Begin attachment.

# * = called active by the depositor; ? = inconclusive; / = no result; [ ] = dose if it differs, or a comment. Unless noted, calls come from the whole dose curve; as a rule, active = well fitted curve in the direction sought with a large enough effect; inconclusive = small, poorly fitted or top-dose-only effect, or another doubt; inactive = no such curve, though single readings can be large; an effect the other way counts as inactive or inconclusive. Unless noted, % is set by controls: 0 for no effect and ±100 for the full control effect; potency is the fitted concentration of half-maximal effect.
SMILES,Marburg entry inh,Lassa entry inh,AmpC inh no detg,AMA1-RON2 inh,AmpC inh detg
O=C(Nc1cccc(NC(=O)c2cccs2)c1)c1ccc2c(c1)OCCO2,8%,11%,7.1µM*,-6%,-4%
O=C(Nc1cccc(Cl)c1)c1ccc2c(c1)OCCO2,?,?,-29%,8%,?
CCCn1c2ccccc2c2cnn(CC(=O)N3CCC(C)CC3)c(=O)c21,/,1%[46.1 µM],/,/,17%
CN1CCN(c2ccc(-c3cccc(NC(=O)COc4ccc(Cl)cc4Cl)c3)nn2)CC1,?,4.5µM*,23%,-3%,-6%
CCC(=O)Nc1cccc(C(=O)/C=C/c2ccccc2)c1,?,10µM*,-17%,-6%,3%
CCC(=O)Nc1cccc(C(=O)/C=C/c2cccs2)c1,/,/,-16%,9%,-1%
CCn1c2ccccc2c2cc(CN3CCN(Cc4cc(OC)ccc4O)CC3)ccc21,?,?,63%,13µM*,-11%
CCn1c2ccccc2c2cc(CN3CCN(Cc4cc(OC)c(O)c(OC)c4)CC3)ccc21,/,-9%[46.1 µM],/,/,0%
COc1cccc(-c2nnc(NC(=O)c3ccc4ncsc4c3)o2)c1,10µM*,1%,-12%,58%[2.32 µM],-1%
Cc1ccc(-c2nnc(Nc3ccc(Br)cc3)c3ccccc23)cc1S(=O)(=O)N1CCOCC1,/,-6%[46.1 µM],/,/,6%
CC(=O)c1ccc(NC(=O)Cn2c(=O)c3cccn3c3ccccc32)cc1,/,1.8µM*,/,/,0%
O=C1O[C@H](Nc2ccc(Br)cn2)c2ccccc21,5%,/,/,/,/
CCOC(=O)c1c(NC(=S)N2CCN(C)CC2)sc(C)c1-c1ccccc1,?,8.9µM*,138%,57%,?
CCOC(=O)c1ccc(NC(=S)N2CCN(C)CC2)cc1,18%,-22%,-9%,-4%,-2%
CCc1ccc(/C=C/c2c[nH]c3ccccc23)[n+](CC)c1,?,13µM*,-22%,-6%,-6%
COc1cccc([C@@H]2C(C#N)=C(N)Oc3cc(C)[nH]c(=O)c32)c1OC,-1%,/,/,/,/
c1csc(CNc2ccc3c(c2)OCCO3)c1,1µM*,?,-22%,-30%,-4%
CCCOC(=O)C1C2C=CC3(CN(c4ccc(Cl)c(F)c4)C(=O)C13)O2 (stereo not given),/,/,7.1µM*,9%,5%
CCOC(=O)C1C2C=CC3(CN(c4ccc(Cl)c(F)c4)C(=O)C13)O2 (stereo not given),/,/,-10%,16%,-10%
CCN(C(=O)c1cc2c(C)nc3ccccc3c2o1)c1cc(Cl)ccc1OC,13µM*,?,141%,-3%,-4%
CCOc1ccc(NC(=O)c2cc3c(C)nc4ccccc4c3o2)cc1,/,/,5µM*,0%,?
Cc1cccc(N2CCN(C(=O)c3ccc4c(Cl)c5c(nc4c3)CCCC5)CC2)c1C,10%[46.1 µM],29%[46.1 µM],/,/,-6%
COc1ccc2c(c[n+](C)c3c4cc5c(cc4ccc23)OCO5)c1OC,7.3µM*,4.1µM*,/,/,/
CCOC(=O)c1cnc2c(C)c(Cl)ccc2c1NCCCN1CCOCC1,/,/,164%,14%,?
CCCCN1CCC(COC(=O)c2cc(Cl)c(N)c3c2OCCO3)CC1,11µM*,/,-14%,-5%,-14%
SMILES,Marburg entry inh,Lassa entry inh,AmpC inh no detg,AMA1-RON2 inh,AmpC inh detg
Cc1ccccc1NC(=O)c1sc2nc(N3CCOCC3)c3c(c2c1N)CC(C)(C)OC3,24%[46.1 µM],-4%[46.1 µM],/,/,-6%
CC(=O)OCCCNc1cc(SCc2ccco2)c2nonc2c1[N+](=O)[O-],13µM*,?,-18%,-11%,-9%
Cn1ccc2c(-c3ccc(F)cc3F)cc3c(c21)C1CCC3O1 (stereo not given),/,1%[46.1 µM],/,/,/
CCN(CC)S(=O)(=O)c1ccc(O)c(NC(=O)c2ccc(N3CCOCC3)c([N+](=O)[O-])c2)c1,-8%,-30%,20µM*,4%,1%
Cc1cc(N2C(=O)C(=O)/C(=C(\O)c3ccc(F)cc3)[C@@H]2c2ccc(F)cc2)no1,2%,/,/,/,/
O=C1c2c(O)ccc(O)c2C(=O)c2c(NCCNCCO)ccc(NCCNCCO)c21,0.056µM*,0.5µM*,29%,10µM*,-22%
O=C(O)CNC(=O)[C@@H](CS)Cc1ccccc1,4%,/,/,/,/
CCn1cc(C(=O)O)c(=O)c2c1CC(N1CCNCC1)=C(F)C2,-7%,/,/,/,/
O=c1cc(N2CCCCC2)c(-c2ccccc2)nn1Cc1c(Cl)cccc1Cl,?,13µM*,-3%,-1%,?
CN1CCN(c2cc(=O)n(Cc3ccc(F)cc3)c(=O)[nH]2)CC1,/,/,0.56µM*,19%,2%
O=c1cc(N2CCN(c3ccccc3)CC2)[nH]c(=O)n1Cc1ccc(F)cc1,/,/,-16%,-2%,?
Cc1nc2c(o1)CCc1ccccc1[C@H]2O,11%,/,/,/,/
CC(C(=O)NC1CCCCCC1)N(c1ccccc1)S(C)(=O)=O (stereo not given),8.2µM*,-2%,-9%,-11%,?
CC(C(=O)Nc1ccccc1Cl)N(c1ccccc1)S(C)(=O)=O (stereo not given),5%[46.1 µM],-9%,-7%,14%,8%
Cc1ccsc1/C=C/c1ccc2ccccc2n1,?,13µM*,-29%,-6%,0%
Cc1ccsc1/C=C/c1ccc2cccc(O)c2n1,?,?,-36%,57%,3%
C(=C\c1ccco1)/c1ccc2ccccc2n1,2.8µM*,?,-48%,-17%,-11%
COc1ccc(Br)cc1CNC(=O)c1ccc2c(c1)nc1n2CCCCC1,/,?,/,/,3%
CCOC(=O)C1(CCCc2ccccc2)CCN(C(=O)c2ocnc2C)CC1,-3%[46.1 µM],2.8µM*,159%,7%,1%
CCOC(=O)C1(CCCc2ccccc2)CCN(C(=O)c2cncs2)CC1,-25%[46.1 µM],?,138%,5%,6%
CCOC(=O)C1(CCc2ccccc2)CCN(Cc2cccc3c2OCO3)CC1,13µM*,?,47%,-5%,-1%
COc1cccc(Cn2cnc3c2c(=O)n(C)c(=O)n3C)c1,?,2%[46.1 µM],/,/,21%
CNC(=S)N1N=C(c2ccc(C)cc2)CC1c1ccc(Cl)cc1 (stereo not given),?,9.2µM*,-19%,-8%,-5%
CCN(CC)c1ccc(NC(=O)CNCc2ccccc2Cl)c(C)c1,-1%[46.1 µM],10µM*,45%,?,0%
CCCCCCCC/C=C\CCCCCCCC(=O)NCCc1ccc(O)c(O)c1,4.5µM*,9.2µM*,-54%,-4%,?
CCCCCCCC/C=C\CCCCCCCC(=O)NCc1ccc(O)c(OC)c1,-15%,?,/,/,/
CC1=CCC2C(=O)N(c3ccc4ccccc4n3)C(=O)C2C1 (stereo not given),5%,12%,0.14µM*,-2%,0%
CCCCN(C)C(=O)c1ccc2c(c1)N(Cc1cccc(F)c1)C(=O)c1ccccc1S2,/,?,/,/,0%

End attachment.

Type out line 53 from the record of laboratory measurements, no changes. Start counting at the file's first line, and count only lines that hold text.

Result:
CCCCCCCC/C=C\CCCCCCCC(=O)NCCc1ccc(O)c(O)c1,4.5µM*,9.2µM*,-54%,-4%,?